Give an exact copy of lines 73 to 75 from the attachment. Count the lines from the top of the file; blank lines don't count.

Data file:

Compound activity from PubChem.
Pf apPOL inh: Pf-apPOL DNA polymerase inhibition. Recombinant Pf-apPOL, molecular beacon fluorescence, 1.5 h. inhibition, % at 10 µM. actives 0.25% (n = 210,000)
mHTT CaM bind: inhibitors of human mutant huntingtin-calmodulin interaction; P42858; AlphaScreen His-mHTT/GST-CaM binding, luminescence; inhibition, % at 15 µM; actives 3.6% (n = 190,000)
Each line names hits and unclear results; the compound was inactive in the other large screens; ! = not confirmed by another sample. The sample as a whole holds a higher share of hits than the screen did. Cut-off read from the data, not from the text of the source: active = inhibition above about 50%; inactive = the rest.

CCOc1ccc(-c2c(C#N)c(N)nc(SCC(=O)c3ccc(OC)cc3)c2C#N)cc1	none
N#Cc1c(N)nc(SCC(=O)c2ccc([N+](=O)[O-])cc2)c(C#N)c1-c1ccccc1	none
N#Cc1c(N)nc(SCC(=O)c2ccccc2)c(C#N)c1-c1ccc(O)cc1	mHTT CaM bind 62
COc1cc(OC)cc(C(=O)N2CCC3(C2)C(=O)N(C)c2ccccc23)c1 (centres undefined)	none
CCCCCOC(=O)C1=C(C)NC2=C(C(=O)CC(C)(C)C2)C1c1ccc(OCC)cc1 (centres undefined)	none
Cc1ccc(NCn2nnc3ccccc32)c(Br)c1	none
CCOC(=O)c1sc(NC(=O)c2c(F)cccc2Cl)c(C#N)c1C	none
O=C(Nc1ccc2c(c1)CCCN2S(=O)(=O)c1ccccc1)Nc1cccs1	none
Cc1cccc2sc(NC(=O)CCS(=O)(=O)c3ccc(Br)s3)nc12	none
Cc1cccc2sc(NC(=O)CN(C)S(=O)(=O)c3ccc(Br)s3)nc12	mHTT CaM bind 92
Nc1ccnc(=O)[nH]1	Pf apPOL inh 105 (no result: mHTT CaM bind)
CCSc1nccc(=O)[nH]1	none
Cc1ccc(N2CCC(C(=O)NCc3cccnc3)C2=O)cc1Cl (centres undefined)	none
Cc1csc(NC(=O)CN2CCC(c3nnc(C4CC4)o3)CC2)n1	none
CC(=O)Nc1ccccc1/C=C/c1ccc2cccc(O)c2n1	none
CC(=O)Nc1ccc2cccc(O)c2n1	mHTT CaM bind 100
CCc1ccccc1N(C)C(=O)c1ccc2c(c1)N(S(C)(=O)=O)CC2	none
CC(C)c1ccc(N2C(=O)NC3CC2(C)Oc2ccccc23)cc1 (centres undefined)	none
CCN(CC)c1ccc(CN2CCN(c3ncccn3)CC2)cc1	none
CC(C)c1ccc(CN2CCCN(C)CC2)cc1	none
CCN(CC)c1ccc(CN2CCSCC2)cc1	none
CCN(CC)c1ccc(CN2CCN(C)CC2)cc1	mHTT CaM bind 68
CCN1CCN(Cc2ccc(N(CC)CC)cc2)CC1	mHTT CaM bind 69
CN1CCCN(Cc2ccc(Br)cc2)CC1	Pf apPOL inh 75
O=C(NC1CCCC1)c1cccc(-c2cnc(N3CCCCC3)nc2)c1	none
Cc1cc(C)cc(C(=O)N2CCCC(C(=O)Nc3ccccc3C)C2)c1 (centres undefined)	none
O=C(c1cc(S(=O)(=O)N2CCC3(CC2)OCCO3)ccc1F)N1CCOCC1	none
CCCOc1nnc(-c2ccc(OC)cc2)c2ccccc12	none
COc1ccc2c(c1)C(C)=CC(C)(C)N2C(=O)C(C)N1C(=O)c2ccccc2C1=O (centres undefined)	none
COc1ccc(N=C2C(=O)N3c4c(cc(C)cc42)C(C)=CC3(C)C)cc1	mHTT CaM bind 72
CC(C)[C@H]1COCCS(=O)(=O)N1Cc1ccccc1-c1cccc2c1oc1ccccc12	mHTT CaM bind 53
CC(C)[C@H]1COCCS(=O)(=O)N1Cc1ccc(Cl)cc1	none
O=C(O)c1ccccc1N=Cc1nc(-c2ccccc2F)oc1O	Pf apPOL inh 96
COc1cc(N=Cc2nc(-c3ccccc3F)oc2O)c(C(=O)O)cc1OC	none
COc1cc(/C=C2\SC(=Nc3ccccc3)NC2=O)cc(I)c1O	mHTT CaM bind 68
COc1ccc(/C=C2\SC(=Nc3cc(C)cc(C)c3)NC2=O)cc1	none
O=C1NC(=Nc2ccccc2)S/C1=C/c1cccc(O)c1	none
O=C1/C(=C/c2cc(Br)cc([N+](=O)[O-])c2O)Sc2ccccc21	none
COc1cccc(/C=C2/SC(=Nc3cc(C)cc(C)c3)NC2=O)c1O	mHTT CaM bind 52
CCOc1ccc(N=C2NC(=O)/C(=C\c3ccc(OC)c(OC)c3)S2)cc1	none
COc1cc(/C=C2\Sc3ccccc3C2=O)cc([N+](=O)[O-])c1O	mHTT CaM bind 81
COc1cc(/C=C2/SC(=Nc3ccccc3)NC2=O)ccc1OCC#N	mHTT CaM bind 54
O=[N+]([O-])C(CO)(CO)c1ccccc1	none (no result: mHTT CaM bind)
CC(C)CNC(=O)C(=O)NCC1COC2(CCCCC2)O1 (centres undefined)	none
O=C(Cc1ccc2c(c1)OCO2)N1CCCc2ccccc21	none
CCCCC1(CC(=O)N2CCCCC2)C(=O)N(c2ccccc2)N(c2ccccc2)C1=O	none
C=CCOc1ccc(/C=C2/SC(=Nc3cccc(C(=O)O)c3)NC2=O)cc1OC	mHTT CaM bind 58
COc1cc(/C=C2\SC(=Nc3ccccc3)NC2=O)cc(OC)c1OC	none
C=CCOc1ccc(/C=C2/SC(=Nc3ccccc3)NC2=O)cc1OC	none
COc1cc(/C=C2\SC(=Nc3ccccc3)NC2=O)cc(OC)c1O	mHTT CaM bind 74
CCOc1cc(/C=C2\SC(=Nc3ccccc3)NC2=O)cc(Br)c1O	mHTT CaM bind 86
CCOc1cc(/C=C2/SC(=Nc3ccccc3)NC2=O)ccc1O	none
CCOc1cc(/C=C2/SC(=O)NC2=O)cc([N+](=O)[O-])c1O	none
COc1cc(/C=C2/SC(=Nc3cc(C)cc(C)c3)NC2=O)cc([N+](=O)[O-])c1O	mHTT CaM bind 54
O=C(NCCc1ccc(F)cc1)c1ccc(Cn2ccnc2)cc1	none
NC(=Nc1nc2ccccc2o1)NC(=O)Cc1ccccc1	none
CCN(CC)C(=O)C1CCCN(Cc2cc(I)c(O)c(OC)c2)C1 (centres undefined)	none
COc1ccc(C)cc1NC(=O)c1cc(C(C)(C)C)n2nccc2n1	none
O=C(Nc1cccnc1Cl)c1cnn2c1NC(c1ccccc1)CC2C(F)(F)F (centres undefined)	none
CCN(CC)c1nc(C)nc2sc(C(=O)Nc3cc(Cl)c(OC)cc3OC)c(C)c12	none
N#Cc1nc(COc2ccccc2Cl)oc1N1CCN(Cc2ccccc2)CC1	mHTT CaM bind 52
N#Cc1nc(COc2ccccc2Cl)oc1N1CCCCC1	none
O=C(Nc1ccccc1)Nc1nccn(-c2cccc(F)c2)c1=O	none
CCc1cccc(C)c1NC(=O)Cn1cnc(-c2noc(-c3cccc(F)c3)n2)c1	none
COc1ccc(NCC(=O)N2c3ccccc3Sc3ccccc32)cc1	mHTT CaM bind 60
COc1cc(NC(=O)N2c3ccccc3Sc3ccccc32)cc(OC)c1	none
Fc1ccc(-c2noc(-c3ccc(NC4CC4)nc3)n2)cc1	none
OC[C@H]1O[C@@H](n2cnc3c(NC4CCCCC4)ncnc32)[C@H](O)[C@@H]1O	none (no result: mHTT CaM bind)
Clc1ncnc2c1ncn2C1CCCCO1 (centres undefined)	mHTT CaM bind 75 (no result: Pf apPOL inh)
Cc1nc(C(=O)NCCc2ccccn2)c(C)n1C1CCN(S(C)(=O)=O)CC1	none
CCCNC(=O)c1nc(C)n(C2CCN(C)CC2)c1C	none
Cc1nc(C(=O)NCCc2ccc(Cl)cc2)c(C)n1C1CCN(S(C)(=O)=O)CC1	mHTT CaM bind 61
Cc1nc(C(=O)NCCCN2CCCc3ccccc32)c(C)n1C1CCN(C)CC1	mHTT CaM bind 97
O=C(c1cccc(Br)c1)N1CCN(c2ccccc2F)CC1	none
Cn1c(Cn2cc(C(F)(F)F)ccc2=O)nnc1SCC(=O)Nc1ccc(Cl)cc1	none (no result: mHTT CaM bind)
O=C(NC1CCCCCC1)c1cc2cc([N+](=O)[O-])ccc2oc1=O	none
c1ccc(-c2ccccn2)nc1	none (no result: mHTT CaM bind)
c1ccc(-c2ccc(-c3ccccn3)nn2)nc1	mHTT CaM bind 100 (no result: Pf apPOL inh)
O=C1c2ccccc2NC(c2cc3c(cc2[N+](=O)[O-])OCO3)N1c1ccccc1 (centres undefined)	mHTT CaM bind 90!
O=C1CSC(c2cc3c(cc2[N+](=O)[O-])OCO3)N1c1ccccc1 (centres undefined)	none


Clc1ncnc2c1ncn2C1CCCCO1 (centres undefined)	mHTT CaM bind 75 (no result: Pf apPOL inh)
Cc1nc(C(=O)NCCc2ccccn2)c(C)n1C1CCN(S(C)(=O)=O)CC1	none
CCCNC(=O)c1nc(C)n(C2CCN(C)CC2)c1C	none